FinTech startups and companies will soon be able in Lithuania to test their innovative products business solutions in a live environment with real customers while the Bank of Lithuania will provide them with consultations. FinTech companies will be subject to simplified regulations and licensing procedures, some supervisory requirements would temporarily not be applied. If the services work well in the test environment, companies would be able to start operating in normal conditions.
Regulatory sandbox – faster and easier access to new financial solutions
Sandbox participants will also be entitled to certain reliefs pre-agreed with the regulator, including the temporary lifting of some supervisory requirements. Once testing of financial innovations has proved successful, companies could shift to the usual operating environment. The regulatory sandbox will be open to both existing authorised financial institutions and market newcomers. Selection of eligible participants will be based on certain criteria, the innovativeness of products or solutions and their benefits to society being the most important among them.
“New possibilities are opening for FinTech investors in Lithuania and there is no doubt that development of financial technologies and creating the most favourable environment for Fintech companies will attract even more investors from all around the world” says Inga Karulaitytė-Kvainauskienė, attorney at law at ECOVIS ProventusLaw, a law firm is specialising in financial law and financial services licensing.
According to the Bank of Lithuania, the regulatory sandbox will be especially useful in cases when regulation of innovations is insufficient or unclear. Strong cooperation between innovators and the regulator could help understand the impact of financial innovation on consumers, identify emerging risks, determine potential regulatory shortcomings and eliminate or reduce any possible negative effects.
Criteria ant steps for being selected for regulatory sandbox
The participants of the regulatory sandbox will be selected according such criteria as genuine innovation, consumer benefit, need for testing in a live environment, readiness for testing, ambition to provide financial services in Lithuania. After the applicant provides reasoned arguments providing that the financial innovation meets the eligibility criteria, the Bank of Lithuania will review the application within 1-2 months. After that the applicant and the Bank of Lithuania will agree on the testing period, protection of consumer rights, other testing conditions and the Bank of Lithuania will allow to start testing under the agreed conditions.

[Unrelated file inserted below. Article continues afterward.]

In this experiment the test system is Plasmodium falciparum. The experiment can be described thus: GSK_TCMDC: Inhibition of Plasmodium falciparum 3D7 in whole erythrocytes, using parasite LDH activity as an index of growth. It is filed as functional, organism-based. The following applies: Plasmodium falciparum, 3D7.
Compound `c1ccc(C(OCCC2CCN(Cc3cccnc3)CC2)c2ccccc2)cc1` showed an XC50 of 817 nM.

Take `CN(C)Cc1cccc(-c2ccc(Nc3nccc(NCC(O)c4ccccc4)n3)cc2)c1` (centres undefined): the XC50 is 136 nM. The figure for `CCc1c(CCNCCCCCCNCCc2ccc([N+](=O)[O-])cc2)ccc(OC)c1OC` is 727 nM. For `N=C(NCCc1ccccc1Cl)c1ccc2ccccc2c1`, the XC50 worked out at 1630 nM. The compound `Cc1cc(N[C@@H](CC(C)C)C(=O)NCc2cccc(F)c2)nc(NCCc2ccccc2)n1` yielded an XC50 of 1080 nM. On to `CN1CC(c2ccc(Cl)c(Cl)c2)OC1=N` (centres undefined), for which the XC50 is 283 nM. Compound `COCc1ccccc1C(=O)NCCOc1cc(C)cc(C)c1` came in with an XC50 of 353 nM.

It will be allowed to test financial service in a live environment for up to 6 months, with the possibility of extension of up to 12 months. During that period the Bank of Lithuania will provide consulting assistance and monitors compliance with testing conditions. If testing proves successful, the FinTech company decides whether to continue service provision (after obtaining a license). Submission of applications to enter the Bank of Lithuania regulatory sandbox opens on 15 October 2018.
Lithuania – a gateway for FinTech companies to the EU
Lithuania has already developed a legitimate and a very firm base for the sector of financial technologies. A developed sector of information technologies, positive attitude of the Bank of Lithuania (Central Bank and regulator) and the public sector towards new technology-based business, cooperation between state authorities and businesses, talented people, favourable geographical location, active FinTech community comparatively quick and cheap licencing of financial service providers – all these factors encourage FinTech companies to choose Lithuania
What is more, CENTROlink – the Bank’s payment system – allows companies like Revolut, Contis Group and InstaReM, among many others, not only to reach 34 SEPA countries with ease, but also to issue IBAN accounts without any middle-person involved.
Setting up a FinTech company in Lithuania provides access to a 512-million-strong market and more than 23 million small and medium enterprises (SMEs). Registering a company takes merely three days, while getting a Payment Institution or Electronic Money Institution license takes only three months, 2-3 times faster than in other EU jurisdictions.
Based on the Lithuania Fintech Report 2017, a total of 117 FinTech companies were operating in the country in 2017, with 35 of them being registered last year. The overall number of startups grew by nearly 43% year-over-year.